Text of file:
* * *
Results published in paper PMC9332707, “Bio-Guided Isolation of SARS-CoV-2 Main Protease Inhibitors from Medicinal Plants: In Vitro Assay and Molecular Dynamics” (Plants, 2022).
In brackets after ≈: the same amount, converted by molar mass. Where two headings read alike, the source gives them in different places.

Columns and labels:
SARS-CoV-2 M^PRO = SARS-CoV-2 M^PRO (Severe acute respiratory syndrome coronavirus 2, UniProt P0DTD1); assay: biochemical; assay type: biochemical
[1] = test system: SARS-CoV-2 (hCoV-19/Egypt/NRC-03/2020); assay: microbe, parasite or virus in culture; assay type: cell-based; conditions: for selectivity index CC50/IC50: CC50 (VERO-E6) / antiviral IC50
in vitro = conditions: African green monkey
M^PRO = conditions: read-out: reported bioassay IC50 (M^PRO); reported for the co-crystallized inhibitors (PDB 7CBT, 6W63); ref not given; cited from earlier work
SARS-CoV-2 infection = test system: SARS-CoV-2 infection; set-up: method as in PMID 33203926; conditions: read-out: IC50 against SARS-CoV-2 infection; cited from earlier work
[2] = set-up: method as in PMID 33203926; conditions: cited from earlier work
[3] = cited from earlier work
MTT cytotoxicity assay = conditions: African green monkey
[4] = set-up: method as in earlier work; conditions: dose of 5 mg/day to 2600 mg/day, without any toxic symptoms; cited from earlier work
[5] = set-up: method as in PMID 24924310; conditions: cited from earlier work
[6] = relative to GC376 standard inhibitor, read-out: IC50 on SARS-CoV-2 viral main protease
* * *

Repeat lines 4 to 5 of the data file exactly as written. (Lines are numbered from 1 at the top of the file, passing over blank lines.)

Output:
SARS-CoV-2 M^PRO = SARS-CoV-2 M^PRO (Severe acute respiratory syndrome coronavirus 2, UniProt P0DTD1); assay: biochemical; assay type: biochemical
[1] = test system: SARS-CoV-2 (hCoV-19/Egypt/NRC-03/2020); assay: microbe, parasite or virus in culture; assay type: cell-based; conditions: for selectivity index CC50/IC50: CC50 (VERO-E6) / antiviral IC50